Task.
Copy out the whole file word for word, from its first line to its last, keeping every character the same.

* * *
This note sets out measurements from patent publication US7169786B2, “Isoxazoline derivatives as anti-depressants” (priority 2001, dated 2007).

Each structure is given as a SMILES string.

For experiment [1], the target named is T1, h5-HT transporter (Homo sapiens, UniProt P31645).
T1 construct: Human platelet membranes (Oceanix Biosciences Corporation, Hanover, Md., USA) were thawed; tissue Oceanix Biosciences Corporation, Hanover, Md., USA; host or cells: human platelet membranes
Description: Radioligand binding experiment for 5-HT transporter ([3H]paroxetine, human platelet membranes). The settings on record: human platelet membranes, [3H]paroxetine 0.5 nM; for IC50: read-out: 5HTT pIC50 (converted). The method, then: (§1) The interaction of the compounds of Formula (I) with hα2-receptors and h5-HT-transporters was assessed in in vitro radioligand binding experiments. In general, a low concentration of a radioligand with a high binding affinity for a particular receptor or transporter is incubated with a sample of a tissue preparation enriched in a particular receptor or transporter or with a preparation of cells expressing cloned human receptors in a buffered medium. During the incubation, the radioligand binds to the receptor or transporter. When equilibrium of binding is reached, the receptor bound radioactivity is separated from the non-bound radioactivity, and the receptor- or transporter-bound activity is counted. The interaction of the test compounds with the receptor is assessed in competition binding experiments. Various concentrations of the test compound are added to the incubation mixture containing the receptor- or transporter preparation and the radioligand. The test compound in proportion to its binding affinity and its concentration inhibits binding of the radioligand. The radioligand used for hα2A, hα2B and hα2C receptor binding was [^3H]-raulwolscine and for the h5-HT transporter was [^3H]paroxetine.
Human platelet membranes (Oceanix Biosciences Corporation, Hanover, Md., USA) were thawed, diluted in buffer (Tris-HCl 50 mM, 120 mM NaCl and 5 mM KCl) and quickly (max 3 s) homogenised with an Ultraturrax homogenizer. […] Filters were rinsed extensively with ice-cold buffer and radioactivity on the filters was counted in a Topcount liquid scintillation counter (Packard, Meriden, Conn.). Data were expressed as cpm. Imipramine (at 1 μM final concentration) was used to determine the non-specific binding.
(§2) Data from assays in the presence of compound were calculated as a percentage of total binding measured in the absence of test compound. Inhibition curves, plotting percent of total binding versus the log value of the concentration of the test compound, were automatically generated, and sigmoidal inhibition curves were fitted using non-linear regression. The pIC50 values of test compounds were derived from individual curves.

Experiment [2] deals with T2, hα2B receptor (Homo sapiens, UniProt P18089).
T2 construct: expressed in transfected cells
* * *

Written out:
This note sets out measurements from patent publication US7169786B2, “Isoxazoline derivatives as anti-depressants” (priority 2001, dated 2007).

Each structure is given as a SMILES string.

For experiment [1], the target named is T1, h5-HT transporter (Homo sapiens, UniProt P31645).
T1 construct: Human platelet membranes (Oceanix Biosciences Corporation, Hanover, Md., USA) were thawed; tissue Oceanix Biosciences Corporation, Hanover, Md., USA; host or cells: human platelet membranes
Description: Radioligand binding experiment for 5-HT transporter ([3H]paroxetine, human platelet membranes). The settings on record: human platelet membranes, [3H]paroxetine 0.5 nM; for IC50: read-out: 5HTT pIC50 (converted). The method, then: (§1) The interaction of the compounds of Formula (I) with hα2-receptors and h5-HT-transporters was assessed in in vitro radioligand binding experiments. In general, a low concentration of a radioligand with a high binding affinity for a particular receptor or transporter is incubated with a sample of a tissue preparation enriched in a particular receptor or transporter or with a preparation of cells expressing cloned human receptors in a buffered medium. During the incubation, the radioligand binds to the receptor or transporter. When equilibrium of binding is reached, the receptor bound radioactivity is separated from the non-bound radioactivity, and the receptor- or transporter-bound activity is counted. The interaction of the test compounds with the receptor is assessed in competition binding experiments. Various concentrations of the test compound are added to the incubation mixture containing the receptor- or transporter preparation and the radioligand. The test compound in proportion to its binding affinity and its concentration inhibits binding of the radioligand. The radioligand used for hα2A, hα2B and hα2C receptor binding was [^3H]-raulwolscine and for the h5-HT transporter was [^3H]paroxetine.
Human platelet membranes (Oceanix Biosciences Corporation, Hanover, Md., USA) were thawed, diluted in buffer (Tris-HCl 50 mM, 120 mM NaCl and 5 mM KCl) and quickly (max 3 s) homogenised with an Ultraturrax homogenizer. […] Filters were rinsed extensively with ice-cold buffer and radioactivity on the filters was counted in a Topcount liquid scintillation counter (Packard, Meriden, Conn.). Data were expressed as cpm. Imipramine (at 1 μM final concentration) was used to determine the non-specific binding.
(§2) Data from assays in the presence of compound were calculated as a percentage of total binding measured in the absence of test compound. Inhibition curves, plotting percent of total binding versus the log value of the concentration of the test compound, were automatically generated, and sigmoidal inhibition curves were fitted using non-linear regression. The pIC50 values of test compounds were derived from individual curves.

Experiment [2] deals with T2, hα2B receptor (Homo sapiens, UniProt P18089).
T2 construct: expressed in transfected cells